Don’t impede cruise ships from mainland to Hawaii
The Bush administration has proposed that foreign-flagged liners take longer at foreign ports between the mainland and Hawaii.
A large segment of Hawaii's tourism by sea faces a possible torpedo in a proposal by the Bush administration to block foreign-flagged liners from operating between the mainland and Hawaii with a token stop in Mexico. The proposal, supported by U.S. Rep. Neil Abercrombie, would toughen protectionist barriers to the extent of cutting off cruise trips from the West Coast and should be severely tailored before taking effect.
Numerous cruise lines now operate between San Diego and Hawaii. They make brief stops in Ensenada, Mexico, about 50 miles south of the U.S. border, to comply with an 1886 law intended to protect the U.S. maritime industry by banning direct routes by foreign ships between American ports.
A sharp decline in U.S. shipbuilding prompted 2004 legislation sponsored by Sen. Daniel Inouye to allow Norwegian Cruise Line, operating as NCL America, to sail its three foreign-built ships under a U.S. flag in island waters without having to stop at a foreign port. The 1886 law's requirement that U.S.-flagged ships must be built in America is obsolete because domestic shipbuilding has virtually closed shop.
NCL announced last year that it plans to send Pride of Hawaii, one of its ships, to Europe next month. The company said financial problems stemmed from its addition to the Hawaii fleet in the summer of 2006, adding that competition from the West Coast added to its financial struggle.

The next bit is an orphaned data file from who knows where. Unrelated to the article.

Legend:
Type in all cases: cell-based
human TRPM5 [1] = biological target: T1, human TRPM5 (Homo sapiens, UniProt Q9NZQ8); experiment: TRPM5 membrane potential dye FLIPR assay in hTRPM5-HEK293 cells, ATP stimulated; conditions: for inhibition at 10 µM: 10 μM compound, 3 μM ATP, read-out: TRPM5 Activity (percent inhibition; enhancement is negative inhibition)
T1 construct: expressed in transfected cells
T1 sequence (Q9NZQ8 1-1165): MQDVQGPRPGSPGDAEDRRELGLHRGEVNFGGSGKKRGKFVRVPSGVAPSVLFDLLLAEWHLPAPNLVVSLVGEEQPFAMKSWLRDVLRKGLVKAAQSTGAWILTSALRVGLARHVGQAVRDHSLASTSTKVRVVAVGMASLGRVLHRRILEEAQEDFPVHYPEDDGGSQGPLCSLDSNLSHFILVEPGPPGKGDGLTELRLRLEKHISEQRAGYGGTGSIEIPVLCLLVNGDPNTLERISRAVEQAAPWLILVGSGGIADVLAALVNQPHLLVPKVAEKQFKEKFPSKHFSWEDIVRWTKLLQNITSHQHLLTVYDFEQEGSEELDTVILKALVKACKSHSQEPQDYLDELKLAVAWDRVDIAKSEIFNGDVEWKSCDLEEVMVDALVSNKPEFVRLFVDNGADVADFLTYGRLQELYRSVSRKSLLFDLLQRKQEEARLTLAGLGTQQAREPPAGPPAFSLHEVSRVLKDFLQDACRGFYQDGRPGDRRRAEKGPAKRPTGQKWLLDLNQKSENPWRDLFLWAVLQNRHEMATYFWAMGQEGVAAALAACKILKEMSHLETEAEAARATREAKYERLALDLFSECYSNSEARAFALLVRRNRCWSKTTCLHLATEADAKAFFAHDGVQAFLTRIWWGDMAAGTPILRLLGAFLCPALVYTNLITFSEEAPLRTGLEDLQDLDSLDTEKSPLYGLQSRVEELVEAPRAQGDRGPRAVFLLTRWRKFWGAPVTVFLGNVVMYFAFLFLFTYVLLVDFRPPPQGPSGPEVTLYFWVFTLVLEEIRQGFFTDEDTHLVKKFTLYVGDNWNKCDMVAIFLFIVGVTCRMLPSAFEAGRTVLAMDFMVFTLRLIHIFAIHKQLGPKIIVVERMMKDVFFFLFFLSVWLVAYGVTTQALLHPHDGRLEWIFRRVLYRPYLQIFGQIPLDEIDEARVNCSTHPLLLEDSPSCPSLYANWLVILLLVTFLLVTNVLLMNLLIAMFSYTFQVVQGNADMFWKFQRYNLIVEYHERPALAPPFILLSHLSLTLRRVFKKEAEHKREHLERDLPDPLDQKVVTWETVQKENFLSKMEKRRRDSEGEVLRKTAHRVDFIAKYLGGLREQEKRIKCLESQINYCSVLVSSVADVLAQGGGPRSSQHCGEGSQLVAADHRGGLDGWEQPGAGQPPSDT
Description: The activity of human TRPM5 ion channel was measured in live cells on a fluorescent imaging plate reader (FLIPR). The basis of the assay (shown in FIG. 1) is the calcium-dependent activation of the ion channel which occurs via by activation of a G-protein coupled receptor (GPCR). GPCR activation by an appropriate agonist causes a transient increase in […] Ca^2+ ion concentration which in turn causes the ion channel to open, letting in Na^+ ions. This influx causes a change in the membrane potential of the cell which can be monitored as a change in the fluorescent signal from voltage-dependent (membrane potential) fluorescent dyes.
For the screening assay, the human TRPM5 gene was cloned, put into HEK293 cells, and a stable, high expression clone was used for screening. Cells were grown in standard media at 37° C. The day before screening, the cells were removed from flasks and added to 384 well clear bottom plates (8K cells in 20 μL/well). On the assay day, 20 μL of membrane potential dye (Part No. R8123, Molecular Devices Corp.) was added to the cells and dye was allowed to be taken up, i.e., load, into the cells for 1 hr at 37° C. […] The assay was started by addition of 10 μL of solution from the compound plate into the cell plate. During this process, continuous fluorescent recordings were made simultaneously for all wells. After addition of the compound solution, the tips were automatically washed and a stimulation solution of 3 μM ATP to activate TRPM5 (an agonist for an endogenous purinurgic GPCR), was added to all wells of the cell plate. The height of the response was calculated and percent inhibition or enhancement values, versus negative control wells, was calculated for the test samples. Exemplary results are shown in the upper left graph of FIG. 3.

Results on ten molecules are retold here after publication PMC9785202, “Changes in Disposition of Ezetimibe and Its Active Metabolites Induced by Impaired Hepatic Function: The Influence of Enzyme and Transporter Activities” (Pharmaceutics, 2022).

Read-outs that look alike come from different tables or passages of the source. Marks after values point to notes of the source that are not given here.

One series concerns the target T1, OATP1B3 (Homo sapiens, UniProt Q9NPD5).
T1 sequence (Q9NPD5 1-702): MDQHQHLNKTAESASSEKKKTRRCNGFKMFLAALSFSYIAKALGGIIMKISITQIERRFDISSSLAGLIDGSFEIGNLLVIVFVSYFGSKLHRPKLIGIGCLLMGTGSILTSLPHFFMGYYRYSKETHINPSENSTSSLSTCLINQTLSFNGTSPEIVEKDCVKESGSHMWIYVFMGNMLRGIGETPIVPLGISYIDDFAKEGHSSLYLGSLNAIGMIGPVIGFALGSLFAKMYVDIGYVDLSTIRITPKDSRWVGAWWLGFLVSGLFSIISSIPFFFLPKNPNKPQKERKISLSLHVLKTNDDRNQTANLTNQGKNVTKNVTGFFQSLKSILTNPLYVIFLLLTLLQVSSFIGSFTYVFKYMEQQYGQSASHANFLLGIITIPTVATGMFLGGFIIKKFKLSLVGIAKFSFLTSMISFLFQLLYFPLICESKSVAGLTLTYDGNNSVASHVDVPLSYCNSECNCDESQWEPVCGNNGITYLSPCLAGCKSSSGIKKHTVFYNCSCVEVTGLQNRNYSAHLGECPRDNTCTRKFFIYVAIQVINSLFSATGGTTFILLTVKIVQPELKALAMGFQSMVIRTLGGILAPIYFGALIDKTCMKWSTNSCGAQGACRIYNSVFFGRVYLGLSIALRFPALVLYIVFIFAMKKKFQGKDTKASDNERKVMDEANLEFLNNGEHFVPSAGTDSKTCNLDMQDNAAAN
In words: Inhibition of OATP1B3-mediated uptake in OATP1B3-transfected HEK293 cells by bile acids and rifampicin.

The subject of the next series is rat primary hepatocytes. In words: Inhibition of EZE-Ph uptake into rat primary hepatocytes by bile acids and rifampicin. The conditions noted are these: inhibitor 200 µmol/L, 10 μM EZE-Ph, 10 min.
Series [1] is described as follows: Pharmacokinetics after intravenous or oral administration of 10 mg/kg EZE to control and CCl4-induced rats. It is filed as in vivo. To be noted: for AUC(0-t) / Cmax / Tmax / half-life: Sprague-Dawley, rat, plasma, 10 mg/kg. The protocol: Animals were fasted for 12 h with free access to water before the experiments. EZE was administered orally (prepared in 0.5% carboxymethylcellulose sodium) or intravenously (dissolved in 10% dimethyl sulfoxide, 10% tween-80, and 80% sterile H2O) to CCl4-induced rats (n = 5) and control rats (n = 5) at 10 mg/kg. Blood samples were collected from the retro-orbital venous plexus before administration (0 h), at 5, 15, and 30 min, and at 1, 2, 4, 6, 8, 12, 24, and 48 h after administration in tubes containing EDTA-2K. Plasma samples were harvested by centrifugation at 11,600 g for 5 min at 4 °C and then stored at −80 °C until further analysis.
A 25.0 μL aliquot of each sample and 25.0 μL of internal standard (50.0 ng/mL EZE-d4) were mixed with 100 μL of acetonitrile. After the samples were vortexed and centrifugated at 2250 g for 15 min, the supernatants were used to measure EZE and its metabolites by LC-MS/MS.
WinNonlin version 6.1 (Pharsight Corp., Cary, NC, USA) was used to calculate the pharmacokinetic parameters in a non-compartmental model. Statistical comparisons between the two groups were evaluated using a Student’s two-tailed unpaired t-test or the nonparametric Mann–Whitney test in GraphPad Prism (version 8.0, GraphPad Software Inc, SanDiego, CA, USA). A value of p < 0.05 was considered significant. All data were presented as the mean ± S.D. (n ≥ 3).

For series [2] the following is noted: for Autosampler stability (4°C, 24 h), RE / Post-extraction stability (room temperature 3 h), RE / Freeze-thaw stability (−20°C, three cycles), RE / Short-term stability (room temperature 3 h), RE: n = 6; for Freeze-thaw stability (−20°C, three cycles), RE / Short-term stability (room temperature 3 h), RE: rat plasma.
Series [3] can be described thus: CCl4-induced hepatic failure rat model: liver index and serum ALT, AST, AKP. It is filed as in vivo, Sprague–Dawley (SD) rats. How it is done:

NCL also experienced difficulty with staff turnover because of a federal requirement that three-fourths of its crew be American citizens and the remainder be green-card holders. Inouye and Abercrombie got the law changed last year so other visa holders can be included in the 25 percent.
Under the current proposal, foreign-flagged cruise liners would have to make a 48-hour stop in a foreign port, stay there more than half the time spent at U.S. ports of call and permit passengers to go ashore at the foreign port. It is proposed by the Department of Homeland Security's Bureau of Customs and Border Protection.
The clear intention is to turn an inconvenience into a decisive impediment to foreign-flagged cruise ships now traveling between California and Hawaii. A more reasonable approach would be to require that foreign cruise lines -- and cargo shippers -- making regular trips between American ports comply with U.S. law, including labor and environmental requirements.
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